A beautiful city without a real big river can hardly be imagined. The waterway in addition to its just utilitarian function always plays a more important role to attract people by its rapid stream, it gives freshness, brightens up everyday life, inspires artists and poets. It seems that there is always something intimate, even mystical, in the relations between a city and a river.
Valencia, one of the most beautiful cities in Spain, did not somehow have a good ‘relations’ with the river. The reason is that the Turia river is too violent, it often flooded the city, not only causing damage, but also taking lives. In 1957, when the river actually slammed into the city, forcing the Valencians to get to the upper floors, roofs and stands of the Mestalla stadium (Estadio de Mestalla), the people’s patience came to an end.
Immediately after this flood, it was decided to lay a new riverbed at a safe distance from the city, and to build a high-speed highway to replace the old one. The river personifies the movement, the same meaning has a large multi-lane highway.
This idea, as they say, belonged to General Franco, and, fortunately, it has never come true. Instead, the Valencians gave the empty channel another movement that brings the joy of a full life to all the generations of the Valencians.
The idea implemented in Valencia seems revolutionary even today, when in modern European cities with high environmental standards and well thought-out public space, the river and the surrounding areas, as a rule, become a huge recreational area: people enjoy roller-skating and cycling along the river, they go for a walk nearby, meet each other or just sit and look at the water.
Even half a century ago, the very idea of turning the wide riverbed into a real eco-recreational zone passing through the whole city, probably, looked fantastic. Just imagine, an avid runner or cyclist, right in the big city with about one million people can ‘dive into the river’ and - without roads, crossroads and traffic lights - run, play sports, enjoy the beautiful view and breathe fresh air.
Fortunately, over the years, the riverbed has become a real park zone - with paths, lawns, flowerbeds, fountains and ponds, numerous trees, including very exotic ones like ‘bottle’ trees.
A real green oasis, through which cars and foot passengers move on top of it - over the motorway and the foot-bridges - not interfering with the work of the ‘green lungs’ of the city. Among the bridges across the Turia built in the 16th century decorated with sculptures and intricate architectural forms, there are the Royal bridge (Puente del Real) and the Sea bridge (Puente del Mar), the designer Bridge of flowers (Puente de las Flores), and, finally, the Bridge of Arts (Puente de las Artes), which is a stunning example of avant-garde architecture.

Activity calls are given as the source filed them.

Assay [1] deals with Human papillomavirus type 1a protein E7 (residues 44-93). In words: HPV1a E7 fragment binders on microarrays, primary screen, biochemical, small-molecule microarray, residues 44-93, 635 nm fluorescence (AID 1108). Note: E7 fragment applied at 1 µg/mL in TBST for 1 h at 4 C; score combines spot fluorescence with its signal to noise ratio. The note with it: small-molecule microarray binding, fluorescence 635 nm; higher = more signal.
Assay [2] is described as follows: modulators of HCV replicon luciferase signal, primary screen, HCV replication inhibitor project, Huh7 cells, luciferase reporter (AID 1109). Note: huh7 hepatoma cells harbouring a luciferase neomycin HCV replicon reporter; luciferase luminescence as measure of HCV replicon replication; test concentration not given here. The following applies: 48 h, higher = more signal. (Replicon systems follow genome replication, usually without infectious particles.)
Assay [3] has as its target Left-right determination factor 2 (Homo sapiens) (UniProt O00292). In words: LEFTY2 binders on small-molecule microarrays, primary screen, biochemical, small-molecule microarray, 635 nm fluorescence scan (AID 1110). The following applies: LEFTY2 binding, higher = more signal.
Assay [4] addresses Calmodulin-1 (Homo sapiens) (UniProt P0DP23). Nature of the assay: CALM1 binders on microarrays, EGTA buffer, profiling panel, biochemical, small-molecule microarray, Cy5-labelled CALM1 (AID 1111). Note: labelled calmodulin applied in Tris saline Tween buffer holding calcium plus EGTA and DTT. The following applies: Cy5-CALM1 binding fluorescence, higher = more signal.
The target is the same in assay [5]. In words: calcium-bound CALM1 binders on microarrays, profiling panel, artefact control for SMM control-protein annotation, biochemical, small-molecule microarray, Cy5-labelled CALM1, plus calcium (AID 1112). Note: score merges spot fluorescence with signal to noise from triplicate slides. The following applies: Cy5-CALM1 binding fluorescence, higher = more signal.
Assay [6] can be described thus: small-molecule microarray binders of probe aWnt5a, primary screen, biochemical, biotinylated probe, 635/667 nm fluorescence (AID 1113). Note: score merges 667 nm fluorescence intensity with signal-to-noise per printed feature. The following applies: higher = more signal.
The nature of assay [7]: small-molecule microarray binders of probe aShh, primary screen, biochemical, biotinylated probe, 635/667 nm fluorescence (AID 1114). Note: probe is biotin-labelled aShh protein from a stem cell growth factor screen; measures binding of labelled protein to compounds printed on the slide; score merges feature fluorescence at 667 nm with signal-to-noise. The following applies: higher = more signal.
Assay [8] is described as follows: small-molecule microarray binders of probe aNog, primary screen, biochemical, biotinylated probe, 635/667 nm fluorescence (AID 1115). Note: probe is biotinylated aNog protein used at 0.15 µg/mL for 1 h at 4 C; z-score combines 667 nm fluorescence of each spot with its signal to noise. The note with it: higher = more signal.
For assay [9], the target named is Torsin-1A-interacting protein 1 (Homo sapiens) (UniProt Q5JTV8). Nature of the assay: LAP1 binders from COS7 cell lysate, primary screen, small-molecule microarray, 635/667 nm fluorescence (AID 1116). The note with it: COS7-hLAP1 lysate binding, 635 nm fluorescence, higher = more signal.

It was not by chance that the latter was built here. As if in contrast to the luxurious middle-aged Valencia, the former river delta in recent years has been decorated with the ultra-modern buildings of the City of Arts and Sciences (Ciudad de las artes y las ciencias), a cultural and architectural complex. Thanks to its futuristic look, it received another name, the ‘Town of the Future’. Its designer, the Spanish architect Santiago Calatrava, calls his style ‘bio-tech’ hinting that the nature itself prompted the ideas for his creations.
These buildings, indeed, are breathtaking: L'Hemisfèric — IMAX cinema on the water resembles a huge all-seeing eye, the Queen Sofía Palace of the Arts (Palau de les Arts Reina Sofía) reminds one of a knight's helmet or a fish’s head to someone, and the Museum of Natural Science (Museo de Ciencias Naturales), is a huge whale’s skeleton. Here is the building of the Open-air oceanographic park (L’oceanogràfic) looking like the one on a far-out planet, and the bizarre arches of the greenhouse and the sculpture garden ...
Seen from a different angle and at various time of day, the City of the Future seems to be constantly changing and playing with shape and color, building new bizarre images. It depends on your imagination what you see. And also, on the artistic solutions of the talented designers who continue experimenting with lighting and the surrounding landscape.
At the bottom of the river, it seems that there is everything needed for entertainment - a bio-park with several geographical areas specially simulated for various animals, a botanical garden, a Gulliver’s children’s park with Gulliver lying here at his full height, and even a real football field and a rollerdrome.
As it should be, life keeps on being stormy at the river. Anyone can find something to do here to keep the body and soul ‘working’. Come over here, put on the rollers and go ahead! But, of course, not right now, but when the coronavirus spread and quarantine period are over. To be honest, I am already eager to go cycling.